Nov 1, 1989

Hypercortisolism among socially subordinate wild baboons originates at the CNS level

Archives of General Psychiatry
R M Sapolsky


Recent studies suggest that the hypercortisolism and dexamathasone resistance of depression arise, at least in part, at the level of the brain, ie, cortisol-releasing factor (CRF) and/or other corticotropin-secretagogues are hypersecreted. This article suggests a similar cause of the hypercortisolism of social subordinance. Two troops of wild olive baboons, living freely in the Serengeti Ecosystem of East Africa, have been under long-term study. Consistently, in stable dominance hierachies, subordinate males are hypercortisolemic relative to dominant animals. Furthermore, hypercortisolemic males are dexamethasone resistant. There are no rank-related difference in cortisol clearance or adrenal sensitivity to corticotropin, suggesting a pituitary and/or neural locus of the hypercortisolism. Subordinate males were shown to secrete less corticotropin in response to a CRF-challenge than did dominant males. Following the logic used in similar studies with depressives, if subordinate males were hypercortisolemic despite decreased pituitary sensitivity to CRF, then this implies that the hyperactivity of the adrenocortical axis is driven at the level of the brain. Furthermore, subordinate males were hyporesponsive to CRF after administr...Continue Reading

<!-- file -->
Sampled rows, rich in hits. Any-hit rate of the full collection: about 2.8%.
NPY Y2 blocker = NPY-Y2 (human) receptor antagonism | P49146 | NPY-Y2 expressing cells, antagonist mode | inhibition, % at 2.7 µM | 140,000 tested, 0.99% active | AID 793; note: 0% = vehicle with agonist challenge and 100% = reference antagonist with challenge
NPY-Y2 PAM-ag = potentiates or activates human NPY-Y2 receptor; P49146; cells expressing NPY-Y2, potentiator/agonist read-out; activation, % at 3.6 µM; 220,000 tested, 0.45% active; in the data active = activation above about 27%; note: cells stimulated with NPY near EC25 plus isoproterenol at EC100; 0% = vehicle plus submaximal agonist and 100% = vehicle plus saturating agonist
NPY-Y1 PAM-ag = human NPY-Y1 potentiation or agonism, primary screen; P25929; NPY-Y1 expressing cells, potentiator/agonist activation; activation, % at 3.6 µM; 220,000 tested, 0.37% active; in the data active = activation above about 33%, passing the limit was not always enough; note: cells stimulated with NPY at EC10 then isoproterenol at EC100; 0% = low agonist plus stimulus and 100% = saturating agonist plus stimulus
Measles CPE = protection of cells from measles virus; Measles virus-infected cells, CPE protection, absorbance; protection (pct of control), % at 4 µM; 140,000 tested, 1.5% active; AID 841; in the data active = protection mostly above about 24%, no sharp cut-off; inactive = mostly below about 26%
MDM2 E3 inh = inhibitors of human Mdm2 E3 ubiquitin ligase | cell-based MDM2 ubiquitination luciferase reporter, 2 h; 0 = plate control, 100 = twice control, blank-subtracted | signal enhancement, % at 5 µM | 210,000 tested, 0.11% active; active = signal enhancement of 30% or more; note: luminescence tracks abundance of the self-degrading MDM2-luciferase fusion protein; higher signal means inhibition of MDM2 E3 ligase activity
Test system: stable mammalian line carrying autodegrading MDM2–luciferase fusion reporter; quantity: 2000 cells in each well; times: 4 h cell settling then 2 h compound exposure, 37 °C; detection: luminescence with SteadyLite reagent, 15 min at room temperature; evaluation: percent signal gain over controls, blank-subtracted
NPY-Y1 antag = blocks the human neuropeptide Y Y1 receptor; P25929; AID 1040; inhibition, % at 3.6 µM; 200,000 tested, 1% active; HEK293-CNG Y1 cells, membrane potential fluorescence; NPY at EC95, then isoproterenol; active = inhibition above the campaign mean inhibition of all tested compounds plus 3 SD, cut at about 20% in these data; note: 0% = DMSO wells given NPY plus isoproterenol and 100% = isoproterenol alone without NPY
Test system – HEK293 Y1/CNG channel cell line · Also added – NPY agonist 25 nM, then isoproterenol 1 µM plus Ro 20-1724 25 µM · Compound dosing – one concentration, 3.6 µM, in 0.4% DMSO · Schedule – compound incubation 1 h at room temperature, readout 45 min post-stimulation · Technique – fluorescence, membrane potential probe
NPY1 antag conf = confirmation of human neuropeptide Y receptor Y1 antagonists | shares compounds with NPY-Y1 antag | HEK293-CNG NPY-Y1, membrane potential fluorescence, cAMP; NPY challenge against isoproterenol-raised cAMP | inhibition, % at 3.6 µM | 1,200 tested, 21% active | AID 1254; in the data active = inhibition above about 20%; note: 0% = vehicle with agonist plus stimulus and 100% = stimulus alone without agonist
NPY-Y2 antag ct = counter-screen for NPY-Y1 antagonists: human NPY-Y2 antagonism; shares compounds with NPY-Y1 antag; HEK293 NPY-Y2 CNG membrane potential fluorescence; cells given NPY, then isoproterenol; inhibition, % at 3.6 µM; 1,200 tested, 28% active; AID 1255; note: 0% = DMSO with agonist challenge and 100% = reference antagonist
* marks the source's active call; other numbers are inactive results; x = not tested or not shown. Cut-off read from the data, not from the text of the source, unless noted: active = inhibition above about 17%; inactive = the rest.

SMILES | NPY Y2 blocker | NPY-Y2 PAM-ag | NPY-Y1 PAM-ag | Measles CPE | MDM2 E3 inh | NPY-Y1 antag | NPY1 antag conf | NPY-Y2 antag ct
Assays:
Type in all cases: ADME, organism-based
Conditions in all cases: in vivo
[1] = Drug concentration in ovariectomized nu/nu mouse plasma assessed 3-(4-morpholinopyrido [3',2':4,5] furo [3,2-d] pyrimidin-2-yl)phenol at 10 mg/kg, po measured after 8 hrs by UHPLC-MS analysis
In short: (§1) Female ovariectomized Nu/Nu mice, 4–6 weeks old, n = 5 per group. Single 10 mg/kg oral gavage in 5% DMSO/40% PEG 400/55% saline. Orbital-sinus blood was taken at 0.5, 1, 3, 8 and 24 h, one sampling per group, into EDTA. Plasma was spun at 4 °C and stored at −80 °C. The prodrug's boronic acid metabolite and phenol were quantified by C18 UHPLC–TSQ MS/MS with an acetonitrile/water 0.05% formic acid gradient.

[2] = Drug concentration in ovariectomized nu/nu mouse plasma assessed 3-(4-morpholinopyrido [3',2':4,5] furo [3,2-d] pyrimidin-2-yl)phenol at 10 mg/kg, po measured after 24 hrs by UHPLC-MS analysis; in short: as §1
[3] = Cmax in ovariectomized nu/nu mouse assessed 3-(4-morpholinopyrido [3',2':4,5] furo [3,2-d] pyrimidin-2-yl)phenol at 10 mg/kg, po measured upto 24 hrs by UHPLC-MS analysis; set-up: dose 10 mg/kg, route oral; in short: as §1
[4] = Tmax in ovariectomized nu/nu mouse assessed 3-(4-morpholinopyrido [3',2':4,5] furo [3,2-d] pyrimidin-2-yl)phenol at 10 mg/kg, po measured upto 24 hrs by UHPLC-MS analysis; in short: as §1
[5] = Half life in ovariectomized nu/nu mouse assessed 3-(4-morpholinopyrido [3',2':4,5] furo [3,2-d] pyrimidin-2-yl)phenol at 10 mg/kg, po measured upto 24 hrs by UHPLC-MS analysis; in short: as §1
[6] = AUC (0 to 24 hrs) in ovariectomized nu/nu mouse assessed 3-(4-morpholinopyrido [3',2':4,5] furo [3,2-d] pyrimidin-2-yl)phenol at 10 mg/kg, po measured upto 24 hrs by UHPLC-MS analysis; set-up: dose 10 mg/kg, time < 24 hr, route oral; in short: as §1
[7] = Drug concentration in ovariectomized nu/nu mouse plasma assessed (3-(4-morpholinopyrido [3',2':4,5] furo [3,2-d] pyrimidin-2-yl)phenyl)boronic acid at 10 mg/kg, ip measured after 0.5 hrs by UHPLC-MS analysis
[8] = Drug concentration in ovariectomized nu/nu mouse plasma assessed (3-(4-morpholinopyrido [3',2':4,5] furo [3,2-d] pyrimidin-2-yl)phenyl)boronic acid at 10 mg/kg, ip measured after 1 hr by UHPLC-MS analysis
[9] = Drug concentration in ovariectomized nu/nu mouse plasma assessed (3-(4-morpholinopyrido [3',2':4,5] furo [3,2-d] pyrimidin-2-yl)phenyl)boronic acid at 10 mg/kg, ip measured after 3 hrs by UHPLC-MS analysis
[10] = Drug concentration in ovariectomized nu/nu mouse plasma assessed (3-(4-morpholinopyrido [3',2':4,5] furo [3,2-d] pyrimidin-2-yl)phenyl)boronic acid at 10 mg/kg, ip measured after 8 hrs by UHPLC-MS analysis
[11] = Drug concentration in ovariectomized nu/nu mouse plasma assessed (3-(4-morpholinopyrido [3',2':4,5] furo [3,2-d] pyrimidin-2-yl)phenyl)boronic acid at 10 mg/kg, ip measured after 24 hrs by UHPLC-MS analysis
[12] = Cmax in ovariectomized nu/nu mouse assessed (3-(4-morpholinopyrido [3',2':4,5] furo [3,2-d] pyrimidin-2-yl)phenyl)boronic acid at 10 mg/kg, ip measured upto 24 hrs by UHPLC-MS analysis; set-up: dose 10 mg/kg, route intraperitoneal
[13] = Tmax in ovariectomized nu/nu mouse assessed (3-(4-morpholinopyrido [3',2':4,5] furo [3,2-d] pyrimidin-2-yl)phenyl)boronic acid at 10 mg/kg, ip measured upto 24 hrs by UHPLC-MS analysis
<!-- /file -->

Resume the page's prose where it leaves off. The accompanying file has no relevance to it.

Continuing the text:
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Mentioned in this Paper

Central Nervous System
Behavior, Animal
Adrenal Gland Hyperfunction
Primary Cortisol Resistance
Social Dominance
Corticotropin-Releasing Hormone
Hydrocortisone, (9 beta,10 alpha,11 alpha)-Isomer

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